To receive email updates related to Georgia Southern’s service-learning initiatives, email Dr. Urkovia Andrews at email@example.com
What exactly is Service-Learning?
Service-learning is a “teaching and learning strategy that integrates meaningful community service with instruction and reflection to enrich the learning experience, teach civic responsibility, and strengthen communities” (National Service Learning Clearinghouse, 2012). There are varying types of service-learning projects:
- Direct: Interaction between students and a community partner staff or clients (e.g. teach children in an after school program, interact with seniors at a living facility, teach a health concept, read to young children, prepare adults to take the GRE, plan an event, etc.)
- Indirect: Students will not need to visit the community partner site weekly to complete these projects (e.g. create marketing and advertising pieces, write grant documents, devise an interior design layout, write a strategic plan, website updates, etc.)
- Community Based Research: These projects seek to engage the expertise of the community partner, faculty, and student to address a pressing community issue for an organization, while also meeting academic objectives (e.g. assessment of community needs, land mapping, water testing for residents, etc.)
- Advocacy: Students create awareness and promote action on a local issue (e.g. plan/participate in advocacy activities, public speaking, conducting public information campaigns, etc.)
This discussion paper will help you envision best-practices service-learning components that avoid common pitfalls encountered in service-learning course design.
Use this checklist to create meaningful, rigorous service-learning opportunities for your students.
Please note that Georgia Southern University asks that students engaged in service-learning complete this waiver prior to their work.
Agencies that serve vulnerable populations require background checks of student volunteers. Georgia Southern University Human Resources offers an online, free background check service only for students. Detailed instructions for how to request a background check are available at this link. Allow 2 weeks for background check processing.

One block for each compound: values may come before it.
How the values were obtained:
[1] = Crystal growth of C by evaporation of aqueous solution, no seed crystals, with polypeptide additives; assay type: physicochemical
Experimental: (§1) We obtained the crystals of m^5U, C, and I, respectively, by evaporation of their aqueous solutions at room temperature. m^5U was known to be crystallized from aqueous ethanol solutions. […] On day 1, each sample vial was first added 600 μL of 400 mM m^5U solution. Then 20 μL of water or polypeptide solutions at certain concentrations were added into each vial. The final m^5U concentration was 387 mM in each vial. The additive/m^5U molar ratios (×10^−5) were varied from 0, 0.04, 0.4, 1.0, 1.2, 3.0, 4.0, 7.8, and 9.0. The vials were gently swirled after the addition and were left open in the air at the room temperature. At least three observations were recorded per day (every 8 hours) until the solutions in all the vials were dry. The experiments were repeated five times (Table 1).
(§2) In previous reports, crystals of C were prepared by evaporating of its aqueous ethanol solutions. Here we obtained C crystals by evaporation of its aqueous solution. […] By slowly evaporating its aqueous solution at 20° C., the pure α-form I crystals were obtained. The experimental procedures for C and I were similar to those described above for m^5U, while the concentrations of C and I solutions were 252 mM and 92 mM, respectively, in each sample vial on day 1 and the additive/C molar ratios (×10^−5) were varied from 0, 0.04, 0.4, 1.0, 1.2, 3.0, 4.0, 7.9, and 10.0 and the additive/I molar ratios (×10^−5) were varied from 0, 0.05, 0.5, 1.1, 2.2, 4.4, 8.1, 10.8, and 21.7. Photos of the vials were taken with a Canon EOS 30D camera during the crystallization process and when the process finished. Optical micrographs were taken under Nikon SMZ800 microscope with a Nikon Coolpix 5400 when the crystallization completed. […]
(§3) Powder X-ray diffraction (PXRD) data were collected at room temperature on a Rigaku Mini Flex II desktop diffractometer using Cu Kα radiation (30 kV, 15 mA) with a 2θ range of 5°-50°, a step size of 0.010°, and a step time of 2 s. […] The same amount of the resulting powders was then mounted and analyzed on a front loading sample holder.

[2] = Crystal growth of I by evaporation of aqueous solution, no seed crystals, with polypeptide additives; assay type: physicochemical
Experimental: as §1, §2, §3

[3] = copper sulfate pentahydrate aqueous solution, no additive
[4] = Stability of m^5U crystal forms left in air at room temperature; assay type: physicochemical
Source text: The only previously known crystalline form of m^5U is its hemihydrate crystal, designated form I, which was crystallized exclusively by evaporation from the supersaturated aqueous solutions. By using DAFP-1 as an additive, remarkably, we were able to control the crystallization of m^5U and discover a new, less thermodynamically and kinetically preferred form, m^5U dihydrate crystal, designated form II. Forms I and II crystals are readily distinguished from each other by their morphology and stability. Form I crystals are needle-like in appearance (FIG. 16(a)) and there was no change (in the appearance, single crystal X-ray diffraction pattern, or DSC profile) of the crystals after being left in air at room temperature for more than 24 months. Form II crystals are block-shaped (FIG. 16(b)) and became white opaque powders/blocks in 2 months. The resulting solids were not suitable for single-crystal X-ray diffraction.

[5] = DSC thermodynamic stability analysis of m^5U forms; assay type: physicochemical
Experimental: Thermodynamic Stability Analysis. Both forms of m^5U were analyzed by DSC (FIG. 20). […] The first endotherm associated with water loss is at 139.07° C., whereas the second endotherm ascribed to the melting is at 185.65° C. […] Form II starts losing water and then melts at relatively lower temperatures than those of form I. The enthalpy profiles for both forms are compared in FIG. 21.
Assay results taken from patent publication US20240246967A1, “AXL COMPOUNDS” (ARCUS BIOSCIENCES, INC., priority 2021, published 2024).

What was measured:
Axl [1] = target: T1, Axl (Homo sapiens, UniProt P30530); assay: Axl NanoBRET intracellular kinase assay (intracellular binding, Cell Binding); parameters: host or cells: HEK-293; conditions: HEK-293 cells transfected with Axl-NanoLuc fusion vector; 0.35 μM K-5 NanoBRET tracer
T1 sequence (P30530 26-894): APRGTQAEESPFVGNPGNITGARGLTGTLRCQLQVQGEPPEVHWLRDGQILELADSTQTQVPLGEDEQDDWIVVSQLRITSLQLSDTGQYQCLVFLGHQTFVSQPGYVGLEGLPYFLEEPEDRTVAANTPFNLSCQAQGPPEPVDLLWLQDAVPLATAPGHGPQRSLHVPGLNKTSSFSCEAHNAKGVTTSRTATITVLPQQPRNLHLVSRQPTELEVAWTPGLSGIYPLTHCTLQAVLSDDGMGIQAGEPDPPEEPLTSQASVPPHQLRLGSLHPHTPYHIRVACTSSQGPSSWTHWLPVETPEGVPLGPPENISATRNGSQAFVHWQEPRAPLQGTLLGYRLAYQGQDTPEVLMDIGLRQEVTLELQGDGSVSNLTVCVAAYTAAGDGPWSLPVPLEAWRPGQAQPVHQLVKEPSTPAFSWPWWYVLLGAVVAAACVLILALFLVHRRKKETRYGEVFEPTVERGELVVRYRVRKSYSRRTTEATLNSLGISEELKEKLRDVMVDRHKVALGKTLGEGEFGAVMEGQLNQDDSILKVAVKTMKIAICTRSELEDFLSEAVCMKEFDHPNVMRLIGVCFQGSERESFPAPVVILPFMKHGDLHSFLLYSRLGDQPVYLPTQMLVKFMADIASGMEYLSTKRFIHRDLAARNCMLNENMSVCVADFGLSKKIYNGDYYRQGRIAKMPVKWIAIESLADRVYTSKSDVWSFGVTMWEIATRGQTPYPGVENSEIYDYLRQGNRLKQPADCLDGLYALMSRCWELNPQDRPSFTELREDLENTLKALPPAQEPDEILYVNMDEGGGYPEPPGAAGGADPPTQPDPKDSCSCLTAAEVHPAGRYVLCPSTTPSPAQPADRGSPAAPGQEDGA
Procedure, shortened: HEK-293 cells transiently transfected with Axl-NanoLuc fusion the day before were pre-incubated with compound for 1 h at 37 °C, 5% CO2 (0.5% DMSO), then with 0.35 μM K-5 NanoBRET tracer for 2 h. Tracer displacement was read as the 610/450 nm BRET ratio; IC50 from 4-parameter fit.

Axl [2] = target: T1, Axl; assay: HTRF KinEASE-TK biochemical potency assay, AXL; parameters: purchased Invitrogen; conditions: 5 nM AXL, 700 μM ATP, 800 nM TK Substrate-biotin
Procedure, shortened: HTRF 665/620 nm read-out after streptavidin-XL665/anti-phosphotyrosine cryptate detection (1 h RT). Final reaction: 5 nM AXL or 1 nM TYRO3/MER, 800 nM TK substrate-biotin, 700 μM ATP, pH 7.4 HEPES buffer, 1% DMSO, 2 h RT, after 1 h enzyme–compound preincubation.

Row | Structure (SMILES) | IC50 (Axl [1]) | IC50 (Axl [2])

Service-Learning Handbook for Faculty
Created by the Office of Leadership and Community Engagement, this handbook contains everything you need to incorporate service-learning into your courses:
- Discussion of the service-learning pedagogy
- Information about facilitating and grading reflection
- Required University waiver
- Sample syllabi
- Student background check form and information for logging volunteer hours
- Sample dress code and student contracts
- Links to service-learning journals and articles
Request for Service-Learning Facilitator
A pre-requisite for Service-Learning Facilitator support is pre-approval of your application, documenting a well-constructed service-learning experience and a need for Facilitator energy. Applications for service-learning facilitators are reviewed by Faculty Fellows. Here is the evaluative rubric the Faculty Fellows will use to make recommendations for Facilitator placement. Be sure to download the pdf forms, then re-open in Acrobat Reader to enable editing. Re-save your edited form(s) under a different name and submit by email to Dr. Urkovia Andrews firstname.lastname@example.org. Include an updated course syllabus with your form submission.
Georgia Southern Service-Learning Course Development
- Developing your service-learning component
- Finding a community partner
- Applying for a Service-Learning Facilitator
- Finding service-learning colleagues on campus
Planning a Service Trip?
Download and use this planning guide to coordinate service-learning trips for your students.
- Campus Compact
- National Service-Learning Clearinghouse
- Learn and Serve America
- Michigan Journal of Community Service-Learning
Last updated: 1/22/2019